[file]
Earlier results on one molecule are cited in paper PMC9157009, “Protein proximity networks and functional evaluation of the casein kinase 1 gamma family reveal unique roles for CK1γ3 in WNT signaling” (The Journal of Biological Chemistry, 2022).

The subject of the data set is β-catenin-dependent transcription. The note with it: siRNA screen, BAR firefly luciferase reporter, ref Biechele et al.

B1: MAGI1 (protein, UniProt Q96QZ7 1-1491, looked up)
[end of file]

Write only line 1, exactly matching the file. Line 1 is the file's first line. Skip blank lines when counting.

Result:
Earlier results on one molecule are cited in paper PMC9157009, “Protein proximity networks and functional evaluation of the casein kinase 1 gamma family reveal unique roles for CK1γ3 in WNT signaling” (The Journal of Biological Chemistry, 2022).